The planning system is hierarchical in nature in which the problem is abstracted to a relatively high level for the initial optimization process, and then the resulting course solution is mapped to a less abstract lower level for further optimization. Statistical processing is used at all levels to minimize the total computational load, making the overall process computationally feasible to implement. An expert system is used as a manager over these processes, and the expert system is also the tool by which various boundary conditions and constraints for the solution set are established. The use of an expert system in this capacity permits the user to supply the rules to be placed in the solution process.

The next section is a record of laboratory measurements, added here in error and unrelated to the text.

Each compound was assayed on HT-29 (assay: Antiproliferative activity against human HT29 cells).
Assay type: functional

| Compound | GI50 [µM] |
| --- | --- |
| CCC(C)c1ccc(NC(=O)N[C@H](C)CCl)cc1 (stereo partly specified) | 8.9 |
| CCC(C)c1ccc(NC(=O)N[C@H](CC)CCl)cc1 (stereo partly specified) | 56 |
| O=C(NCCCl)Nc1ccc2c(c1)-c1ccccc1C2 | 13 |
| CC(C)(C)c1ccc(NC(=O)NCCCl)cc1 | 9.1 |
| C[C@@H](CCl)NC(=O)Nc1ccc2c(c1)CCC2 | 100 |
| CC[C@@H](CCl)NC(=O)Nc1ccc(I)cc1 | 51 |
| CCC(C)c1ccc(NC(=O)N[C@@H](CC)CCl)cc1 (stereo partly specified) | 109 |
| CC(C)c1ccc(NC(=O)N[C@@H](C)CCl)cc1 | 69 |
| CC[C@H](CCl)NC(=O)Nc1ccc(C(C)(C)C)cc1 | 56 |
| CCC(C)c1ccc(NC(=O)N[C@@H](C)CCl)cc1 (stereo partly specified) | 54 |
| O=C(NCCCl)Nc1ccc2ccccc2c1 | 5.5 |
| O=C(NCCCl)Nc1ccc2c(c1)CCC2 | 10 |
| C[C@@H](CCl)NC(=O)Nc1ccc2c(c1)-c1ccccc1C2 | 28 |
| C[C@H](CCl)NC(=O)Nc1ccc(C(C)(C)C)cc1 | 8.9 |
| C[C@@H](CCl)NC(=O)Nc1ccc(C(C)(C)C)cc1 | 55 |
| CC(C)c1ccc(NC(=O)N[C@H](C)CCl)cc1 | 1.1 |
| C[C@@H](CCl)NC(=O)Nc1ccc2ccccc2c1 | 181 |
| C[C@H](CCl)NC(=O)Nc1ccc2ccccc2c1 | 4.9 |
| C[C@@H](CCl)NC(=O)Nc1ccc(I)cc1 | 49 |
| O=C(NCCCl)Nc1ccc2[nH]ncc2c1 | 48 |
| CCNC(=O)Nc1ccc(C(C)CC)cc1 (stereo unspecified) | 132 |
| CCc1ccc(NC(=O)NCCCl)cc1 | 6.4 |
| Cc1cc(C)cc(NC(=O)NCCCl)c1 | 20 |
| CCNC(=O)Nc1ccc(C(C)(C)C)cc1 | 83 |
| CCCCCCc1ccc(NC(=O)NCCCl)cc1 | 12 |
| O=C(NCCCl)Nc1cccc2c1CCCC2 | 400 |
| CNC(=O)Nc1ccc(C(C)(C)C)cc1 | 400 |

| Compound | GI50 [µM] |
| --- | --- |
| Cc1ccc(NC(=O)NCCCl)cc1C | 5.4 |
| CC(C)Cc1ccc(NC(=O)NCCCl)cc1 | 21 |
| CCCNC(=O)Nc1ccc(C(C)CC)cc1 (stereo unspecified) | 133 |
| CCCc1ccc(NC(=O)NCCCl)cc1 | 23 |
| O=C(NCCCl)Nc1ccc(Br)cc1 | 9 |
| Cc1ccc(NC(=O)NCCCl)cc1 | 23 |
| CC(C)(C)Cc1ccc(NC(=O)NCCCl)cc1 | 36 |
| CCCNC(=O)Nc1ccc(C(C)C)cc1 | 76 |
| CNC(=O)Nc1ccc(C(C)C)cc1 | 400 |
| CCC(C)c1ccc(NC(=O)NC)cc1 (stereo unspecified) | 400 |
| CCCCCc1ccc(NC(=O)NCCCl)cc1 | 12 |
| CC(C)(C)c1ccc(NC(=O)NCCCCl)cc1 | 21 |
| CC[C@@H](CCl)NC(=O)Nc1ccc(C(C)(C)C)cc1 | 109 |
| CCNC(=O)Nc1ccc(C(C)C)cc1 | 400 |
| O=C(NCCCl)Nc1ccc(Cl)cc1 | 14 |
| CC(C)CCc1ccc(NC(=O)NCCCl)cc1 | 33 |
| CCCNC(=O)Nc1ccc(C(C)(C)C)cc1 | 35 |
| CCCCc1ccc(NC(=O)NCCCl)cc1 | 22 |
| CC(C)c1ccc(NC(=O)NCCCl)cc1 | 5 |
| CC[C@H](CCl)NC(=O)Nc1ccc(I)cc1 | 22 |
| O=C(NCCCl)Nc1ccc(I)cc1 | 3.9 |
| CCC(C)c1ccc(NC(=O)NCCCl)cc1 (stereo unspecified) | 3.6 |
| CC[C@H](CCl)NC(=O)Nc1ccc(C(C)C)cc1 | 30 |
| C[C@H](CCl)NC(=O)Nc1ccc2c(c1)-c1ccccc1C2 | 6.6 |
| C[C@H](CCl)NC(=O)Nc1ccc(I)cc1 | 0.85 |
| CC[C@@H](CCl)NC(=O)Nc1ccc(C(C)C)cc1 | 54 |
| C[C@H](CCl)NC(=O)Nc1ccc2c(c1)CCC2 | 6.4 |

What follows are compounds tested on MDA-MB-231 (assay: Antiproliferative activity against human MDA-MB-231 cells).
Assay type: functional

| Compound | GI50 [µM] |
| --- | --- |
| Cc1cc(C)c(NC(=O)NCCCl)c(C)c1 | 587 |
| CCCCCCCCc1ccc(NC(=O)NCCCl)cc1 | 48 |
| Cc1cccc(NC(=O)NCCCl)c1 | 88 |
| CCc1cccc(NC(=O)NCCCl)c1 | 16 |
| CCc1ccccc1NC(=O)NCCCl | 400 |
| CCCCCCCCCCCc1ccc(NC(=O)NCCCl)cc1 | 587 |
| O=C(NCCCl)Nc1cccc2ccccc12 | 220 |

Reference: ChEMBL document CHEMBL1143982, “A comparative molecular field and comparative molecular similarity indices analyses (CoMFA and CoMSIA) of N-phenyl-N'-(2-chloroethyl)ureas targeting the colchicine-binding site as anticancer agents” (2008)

Currently, a dispatcher's view of the controlled railroad territory can be considered myopic. Dispatchers view and processes information only within their own control territories and have little or no insight into the operation of adjoining territories, or the railroad network as a whole. Current dispatch systems simply implement controls as a result of the individual dispatcher's decisions on small portions of the railroad network and the dispatchers are expected to resolve conflicts between movements of objects on the track (e.g. trains, maintenance vehicles, survey vehicles, etc.) and the available track resource limitations (e.g. limited number of tracks, tracks out of service, consideration of safety of maintenance crews near active tracks) as they occur, with little advanced insight or warning.